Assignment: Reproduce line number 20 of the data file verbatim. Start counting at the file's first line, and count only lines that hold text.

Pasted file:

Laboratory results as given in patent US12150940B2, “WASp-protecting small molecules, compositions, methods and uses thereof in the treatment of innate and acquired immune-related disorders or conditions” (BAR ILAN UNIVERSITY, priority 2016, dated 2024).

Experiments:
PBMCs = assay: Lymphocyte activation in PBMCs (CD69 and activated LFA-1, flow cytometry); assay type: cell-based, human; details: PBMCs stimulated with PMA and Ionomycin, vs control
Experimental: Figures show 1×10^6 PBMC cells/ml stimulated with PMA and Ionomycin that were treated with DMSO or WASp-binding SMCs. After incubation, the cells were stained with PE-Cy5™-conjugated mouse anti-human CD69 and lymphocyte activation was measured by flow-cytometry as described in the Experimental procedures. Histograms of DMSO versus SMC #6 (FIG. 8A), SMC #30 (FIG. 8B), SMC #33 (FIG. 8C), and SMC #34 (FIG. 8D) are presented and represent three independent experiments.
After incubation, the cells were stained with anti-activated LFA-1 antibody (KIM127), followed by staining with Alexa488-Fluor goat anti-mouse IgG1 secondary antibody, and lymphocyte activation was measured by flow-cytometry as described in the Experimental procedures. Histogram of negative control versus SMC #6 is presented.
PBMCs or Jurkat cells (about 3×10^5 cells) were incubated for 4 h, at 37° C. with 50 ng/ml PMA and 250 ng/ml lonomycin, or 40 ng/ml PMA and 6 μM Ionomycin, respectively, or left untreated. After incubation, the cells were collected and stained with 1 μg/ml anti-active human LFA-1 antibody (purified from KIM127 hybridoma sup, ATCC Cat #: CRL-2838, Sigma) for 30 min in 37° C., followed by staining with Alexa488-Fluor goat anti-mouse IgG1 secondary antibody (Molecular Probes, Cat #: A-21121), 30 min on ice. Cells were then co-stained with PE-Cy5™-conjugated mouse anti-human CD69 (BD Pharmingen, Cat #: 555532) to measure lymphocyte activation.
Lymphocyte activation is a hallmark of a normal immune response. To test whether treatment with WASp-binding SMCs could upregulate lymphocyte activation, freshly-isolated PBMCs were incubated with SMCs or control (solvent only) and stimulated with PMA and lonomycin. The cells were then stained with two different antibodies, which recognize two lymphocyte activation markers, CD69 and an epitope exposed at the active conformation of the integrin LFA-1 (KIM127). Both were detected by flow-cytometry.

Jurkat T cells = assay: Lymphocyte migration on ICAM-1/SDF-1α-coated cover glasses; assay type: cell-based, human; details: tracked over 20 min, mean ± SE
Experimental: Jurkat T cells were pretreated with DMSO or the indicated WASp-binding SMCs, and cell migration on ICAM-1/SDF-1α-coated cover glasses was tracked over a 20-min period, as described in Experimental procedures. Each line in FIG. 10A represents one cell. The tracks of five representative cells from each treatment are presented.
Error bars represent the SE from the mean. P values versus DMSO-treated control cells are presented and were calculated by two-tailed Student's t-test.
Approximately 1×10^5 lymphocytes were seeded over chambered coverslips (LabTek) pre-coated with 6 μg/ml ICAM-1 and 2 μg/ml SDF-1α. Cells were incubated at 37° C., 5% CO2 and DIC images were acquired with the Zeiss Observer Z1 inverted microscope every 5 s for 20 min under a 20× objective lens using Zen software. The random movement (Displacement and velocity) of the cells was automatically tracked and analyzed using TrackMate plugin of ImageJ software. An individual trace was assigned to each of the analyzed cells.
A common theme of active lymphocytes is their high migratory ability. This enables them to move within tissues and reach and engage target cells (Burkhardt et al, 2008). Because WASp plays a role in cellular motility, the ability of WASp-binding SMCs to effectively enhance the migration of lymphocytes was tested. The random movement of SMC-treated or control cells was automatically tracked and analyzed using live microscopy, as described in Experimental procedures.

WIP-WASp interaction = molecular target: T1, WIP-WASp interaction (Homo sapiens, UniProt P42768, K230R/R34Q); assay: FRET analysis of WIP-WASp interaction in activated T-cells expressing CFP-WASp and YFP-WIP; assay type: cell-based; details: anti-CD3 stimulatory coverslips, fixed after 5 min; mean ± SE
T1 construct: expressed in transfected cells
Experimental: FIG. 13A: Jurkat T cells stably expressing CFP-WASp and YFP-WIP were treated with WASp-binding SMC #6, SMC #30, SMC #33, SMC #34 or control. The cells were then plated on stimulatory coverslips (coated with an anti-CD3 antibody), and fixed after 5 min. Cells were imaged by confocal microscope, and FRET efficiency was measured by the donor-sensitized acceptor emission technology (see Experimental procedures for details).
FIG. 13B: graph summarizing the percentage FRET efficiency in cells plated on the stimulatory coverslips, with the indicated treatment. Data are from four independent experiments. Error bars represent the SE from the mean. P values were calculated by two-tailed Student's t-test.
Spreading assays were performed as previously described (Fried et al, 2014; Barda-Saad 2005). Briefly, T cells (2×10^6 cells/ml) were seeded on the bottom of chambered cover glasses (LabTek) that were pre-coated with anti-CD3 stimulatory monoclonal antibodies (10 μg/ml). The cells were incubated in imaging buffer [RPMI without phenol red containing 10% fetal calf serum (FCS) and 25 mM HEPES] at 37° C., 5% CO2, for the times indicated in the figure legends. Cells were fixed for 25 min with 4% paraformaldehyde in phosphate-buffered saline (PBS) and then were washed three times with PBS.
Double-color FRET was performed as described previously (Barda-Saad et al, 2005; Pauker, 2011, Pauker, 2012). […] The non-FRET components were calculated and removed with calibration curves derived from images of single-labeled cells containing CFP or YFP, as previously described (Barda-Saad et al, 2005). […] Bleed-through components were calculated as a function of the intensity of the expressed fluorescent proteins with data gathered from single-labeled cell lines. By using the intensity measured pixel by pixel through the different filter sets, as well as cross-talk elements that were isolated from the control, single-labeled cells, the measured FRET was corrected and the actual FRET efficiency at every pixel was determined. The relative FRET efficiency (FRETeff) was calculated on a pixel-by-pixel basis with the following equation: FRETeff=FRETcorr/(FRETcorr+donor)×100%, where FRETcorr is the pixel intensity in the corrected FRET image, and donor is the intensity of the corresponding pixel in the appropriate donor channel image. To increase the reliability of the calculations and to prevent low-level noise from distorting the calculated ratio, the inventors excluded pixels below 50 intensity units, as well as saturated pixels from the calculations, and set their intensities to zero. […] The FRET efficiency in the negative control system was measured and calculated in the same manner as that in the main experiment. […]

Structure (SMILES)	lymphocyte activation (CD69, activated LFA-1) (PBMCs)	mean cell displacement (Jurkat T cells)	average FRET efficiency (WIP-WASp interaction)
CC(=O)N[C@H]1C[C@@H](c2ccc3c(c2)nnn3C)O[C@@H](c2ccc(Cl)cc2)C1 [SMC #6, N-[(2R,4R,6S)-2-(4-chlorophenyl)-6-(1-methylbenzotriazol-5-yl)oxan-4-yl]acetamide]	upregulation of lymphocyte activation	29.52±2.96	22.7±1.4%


CC(=O)N[C@H]1C[C@@H](c2ccc3c(c2)nnn3C)O[C@@H](c2ccc(Cl)cc2)C1 [SMC #6, N-[(2R,4R,6S)-2-(4-chlorophenyl)-6-(1-methylbenzotriazol-5-yl)oxan-4-yl]acetamide]	upregulation of lymphocyte activation	29.52±2.96	22.7±1.4%